You’ve probably heard that nothing is certain in life except for death and taxes. As it turns out, many people would rather face their taxes than their mortality. According to one study, the majority of Americans don’t have a will — which means there are plenty of people who don’t plan to make one or are putting it off.
Why make a will? For answers, we turned to Pacific University Trustee Matthew Lowe, an attorney with Jordan Ramis PC in Portland, Ore.
Express Your Wishes
If you die without a valid will, a probate court decides how to distribute what you own to your heirs and who gets custody of your minor children. Few people would want to leave such important decisions in the hands of strangers.
“A will is a means of expressing your desired distribution of your estate,” said Lowe, whose practice areas include estate planning.
“If you die without a will, your estate will be distributed pursuant to the laws of intestate succession, and that may not be consistent with your wishes,” he added.
Before sitting down to make a will, you should think through a number of issues.
Who Will Be the Executor of Your Will?
An executor is legally responsible for taking care of a deceased person’s remaining financial obligations. An executor may have to sell property, pay bills and taxes, and ensure that what remains in an estate is properly distributed to heirs.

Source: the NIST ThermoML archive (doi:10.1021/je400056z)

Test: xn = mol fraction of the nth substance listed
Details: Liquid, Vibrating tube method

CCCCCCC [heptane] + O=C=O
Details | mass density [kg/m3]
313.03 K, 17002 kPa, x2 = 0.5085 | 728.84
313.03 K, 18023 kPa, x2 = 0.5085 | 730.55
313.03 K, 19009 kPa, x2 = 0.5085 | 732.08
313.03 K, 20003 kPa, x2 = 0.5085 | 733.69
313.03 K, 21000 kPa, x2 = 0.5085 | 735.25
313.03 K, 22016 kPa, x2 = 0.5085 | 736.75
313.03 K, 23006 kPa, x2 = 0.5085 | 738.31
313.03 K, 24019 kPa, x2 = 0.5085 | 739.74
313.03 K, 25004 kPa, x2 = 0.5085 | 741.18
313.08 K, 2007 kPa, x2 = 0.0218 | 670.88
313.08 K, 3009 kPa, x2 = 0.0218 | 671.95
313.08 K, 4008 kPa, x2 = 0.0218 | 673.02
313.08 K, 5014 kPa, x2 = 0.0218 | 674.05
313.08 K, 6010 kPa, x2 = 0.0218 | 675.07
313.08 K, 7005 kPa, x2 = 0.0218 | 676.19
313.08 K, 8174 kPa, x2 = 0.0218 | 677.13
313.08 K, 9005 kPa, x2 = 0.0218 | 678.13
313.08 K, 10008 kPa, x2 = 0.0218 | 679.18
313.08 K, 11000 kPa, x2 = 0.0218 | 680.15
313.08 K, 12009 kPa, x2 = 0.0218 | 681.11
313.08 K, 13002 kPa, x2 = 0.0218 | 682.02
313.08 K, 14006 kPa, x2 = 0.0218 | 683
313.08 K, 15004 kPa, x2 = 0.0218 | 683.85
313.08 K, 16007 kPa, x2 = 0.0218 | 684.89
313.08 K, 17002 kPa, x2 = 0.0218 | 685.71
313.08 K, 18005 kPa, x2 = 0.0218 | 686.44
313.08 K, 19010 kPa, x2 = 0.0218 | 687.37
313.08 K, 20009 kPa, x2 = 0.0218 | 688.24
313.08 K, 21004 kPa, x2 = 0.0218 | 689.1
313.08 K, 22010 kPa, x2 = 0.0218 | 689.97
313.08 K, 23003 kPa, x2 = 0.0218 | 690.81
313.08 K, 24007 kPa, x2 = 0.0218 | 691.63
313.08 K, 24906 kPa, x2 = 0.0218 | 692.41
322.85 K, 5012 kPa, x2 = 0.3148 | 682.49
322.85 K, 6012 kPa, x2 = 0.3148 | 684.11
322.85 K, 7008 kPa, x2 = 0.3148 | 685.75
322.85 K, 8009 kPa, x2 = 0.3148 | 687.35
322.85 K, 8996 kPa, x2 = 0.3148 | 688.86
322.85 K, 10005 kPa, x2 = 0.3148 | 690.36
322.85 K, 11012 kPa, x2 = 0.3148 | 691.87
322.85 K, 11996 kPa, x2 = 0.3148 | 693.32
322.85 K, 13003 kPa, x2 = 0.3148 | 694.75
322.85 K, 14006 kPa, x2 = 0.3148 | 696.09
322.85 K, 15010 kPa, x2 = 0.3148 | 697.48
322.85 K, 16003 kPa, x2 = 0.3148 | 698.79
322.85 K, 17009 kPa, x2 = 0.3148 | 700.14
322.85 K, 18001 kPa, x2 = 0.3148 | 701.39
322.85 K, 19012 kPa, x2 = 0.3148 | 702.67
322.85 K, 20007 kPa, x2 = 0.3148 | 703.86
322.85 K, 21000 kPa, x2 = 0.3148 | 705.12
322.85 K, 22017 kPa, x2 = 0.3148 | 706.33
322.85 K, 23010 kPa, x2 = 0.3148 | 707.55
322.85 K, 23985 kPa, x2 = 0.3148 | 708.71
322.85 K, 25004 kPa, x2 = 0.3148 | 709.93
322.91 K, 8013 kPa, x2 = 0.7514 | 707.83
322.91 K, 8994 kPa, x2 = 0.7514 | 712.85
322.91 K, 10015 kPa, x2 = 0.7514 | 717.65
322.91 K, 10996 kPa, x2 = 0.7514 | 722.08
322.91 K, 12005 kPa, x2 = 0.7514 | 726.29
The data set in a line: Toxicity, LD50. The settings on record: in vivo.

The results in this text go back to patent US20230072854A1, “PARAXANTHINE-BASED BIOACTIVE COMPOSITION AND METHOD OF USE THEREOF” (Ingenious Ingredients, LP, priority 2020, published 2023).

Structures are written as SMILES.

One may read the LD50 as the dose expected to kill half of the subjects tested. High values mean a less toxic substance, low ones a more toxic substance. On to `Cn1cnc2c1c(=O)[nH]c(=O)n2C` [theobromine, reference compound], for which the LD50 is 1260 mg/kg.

If you have minor children, one of the most important decisions you’ll need to make is naming a guardian (or guardians) for your kids in your will. If you die before designating a guardian for your children under the age of 18, a court will decide who will care for them.
Give It Away
Do you have a favorite charity or cause to which you’d like to leave money or assets? If so, you can make provisions for that in your will. You can even support Pacific with your estate plans! Learn more at pacificu.edu/PlannedGiving
Many people hire an attorney to help them make a will, but, if your assets and bequests are simple and straightforward, you may want to consider an online platform, like Legal Zoom, which is often more cost-effective.
After making a will, you’ll want to revisit it periodically, especially as your personal or financial circumstances change.
“Every five years, look at where you are and what’s in your will. If your will is still consistent with your wishes, then it’s probably fine. Otherwise, you should make a change,” Lowe said.
“Ideally, have your lawyer review your will as well, in case any laws have changed. The core idea is to ensure that your wishes are honored and that your family is taken care of in the way that you intend.”
Lowe presented “Everybody Needs a Will” as a resource for alumni last fall. Next Up: Business professor Laura McNally shares how to make a budget Feb. 3.